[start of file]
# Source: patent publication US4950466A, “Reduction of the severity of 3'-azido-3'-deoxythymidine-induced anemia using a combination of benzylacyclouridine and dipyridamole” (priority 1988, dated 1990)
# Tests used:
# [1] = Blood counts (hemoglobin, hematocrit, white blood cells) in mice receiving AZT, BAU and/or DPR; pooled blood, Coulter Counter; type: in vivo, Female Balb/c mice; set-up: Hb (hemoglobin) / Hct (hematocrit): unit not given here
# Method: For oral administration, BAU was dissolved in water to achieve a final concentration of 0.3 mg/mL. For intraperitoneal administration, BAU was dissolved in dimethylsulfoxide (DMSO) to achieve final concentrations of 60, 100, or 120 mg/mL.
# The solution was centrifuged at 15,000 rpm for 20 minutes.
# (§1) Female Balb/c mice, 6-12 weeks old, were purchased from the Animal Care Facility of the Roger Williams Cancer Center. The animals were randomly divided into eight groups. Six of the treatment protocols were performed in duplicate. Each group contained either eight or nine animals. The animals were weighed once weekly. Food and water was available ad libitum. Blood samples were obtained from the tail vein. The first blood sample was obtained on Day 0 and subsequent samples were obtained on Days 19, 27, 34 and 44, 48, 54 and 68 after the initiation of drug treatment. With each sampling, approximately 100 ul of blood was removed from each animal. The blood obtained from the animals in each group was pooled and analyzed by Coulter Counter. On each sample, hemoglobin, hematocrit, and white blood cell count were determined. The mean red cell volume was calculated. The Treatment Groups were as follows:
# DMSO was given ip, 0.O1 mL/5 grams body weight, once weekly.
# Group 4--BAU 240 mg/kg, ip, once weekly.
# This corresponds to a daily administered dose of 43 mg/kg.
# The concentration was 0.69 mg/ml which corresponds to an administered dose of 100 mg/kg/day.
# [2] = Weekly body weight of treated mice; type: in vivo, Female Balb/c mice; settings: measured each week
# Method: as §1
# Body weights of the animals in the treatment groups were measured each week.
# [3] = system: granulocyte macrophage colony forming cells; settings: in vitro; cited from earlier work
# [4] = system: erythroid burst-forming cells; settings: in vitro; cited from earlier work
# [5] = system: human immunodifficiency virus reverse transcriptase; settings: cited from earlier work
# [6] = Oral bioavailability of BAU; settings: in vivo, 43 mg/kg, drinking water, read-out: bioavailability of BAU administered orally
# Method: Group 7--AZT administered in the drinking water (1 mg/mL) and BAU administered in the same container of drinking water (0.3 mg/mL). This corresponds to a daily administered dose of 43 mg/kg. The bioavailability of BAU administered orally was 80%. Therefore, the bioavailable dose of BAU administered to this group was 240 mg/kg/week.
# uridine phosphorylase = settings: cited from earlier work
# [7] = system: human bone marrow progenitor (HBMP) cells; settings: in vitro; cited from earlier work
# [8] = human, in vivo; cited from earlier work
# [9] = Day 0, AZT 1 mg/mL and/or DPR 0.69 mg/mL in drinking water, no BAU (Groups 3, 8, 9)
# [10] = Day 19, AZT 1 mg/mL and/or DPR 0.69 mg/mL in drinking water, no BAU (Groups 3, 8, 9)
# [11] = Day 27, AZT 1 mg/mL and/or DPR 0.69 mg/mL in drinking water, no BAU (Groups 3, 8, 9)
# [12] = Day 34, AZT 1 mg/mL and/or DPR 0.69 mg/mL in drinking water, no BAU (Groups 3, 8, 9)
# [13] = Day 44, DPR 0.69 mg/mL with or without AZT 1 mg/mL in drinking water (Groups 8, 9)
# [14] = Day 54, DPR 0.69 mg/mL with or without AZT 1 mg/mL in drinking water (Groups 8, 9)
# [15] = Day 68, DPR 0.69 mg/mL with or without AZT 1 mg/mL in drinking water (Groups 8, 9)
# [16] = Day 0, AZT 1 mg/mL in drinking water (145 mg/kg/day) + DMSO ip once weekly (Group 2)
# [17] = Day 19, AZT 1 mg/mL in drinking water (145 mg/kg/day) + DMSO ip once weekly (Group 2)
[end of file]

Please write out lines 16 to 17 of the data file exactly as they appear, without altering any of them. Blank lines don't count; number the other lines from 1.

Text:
# [5] = system: human immunodifficiency virus reverse transcriptase; settings: cited from earlier work
# [6] = Oral bioavailability of BAU; settings: in vivo, 43 mg/kg, drinking water, read-out: bioavailability of BAU administered orally